This sounds so dramatic, because it was and still is.  This is the reality of September 11, and the man we have to blame for it was finally put to death yesterday.  I do believe that someone like this needs to be severely punished, and it was just a matter of time.  You can run from the CIA, but you just can’t hide (although he did it pretty well for ten years).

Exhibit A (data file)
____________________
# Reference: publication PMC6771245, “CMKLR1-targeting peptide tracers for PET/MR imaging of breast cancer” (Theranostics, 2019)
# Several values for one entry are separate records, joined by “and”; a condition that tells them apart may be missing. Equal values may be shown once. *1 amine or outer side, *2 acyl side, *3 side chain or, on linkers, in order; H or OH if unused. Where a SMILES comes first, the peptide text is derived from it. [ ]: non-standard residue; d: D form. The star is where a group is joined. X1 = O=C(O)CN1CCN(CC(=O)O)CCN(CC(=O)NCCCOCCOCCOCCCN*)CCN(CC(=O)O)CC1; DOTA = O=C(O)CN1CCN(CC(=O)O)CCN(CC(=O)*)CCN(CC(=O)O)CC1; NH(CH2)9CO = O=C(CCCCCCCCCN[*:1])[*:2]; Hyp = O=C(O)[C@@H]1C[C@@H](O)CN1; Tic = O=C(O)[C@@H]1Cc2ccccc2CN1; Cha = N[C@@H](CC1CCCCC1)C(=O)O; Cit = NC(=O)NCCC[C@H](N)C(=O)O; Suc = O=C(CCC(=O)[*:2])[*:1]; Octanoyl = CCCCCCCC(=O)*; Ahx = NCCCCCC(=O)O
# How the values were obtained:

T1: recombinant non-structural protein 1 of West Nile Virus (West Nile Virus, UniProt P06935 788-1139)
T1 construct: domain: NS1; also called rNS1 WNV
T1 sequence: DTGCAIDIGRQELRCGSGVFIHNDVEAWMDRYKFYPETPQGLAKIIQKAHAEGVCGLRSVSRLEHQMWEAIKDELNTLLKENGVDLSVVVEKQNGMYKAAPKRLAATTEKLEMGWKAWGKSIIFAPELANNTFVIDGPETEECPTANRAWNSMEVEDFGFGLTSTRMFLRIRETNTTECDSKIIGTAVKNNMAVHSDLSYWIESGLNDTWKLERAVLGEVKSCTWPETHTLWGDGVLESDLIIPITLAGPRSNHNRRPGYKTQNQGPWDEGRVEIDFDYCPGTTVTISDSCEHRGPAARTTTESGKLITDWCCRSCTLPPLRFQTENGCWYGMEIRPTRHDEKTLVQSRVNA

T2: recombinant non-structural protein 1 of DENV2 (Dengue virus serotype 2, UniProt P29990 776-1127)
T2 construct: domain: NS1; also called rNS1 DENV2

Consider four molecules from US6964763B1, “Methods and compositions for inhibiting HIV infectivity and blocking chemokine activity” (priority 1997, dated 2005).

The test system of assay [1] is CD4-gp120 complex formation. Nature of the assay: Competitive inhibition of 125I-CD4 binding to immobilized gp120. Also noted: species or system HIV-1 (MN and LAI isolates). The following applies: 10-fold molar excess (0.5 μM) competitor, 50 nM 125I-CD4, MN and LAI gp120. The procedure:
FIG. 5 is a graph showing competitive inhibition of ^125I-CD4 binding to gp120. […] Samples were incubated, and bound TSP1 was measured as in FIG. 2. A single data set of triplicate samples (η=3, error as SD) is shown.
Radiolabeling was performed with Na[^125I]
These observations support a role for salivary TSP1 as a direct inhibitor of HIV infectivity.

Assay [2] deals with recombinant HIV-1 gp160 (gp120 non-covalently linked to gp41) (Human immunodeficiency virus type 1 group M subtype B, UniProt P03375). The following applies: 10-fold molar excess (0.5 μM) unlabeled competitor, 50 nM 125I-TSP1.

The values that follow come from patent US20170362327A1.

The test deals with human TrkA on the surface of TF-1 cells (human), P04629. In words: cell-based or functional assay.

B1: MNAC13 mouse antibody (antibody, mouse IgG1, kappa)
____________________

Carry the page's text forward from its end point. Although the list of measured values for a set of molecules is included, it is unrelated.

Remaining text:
Today, people are celebrating, and the peacemakers are as usual being critical that Osama Bin Laden’s murder was a kill mission and that violence only leads to more violence.  While this is somewhat true, all I have to say is this:  If you are an American citizen and you are criticizing our president for making this decision to go after a brutal murderer, then it is time for you to move to another country.  While I cannot stand violence, we are not talking about a person who stole a piece of candy.   We are talking about a brutal murderer and a “leader…if you can even call him that” who has given the Islamic religion a very bad reputation and a place to live called fear. I want to make clear that the people who are Islamic are not all members of this  Al Qaeda regime whose only mission seems to be to kill innocent people so that they can fly on some type of power trip, because they have been told by a higher power that the innocent must die in order to teach a lesson (or some such nonsense).  But, now, because Bin Laden did the unthinkable “in the name of Islam” the people of Bin Laden’s land have to face criticism, racism and are shunned in airports and in the public.  In my opinion, if this man were captured, it would not have been enough.  We would have captured him and then would have to drag out a trial that would last for years.  This mission was carried out in a way that all leaders should be studying today.  Here are the leadership skills I immediately see were at play during this operation…the skills which helped the mission to be achieved, and as a leader, I strongly encourage you to study this mission and learn from the skills applied: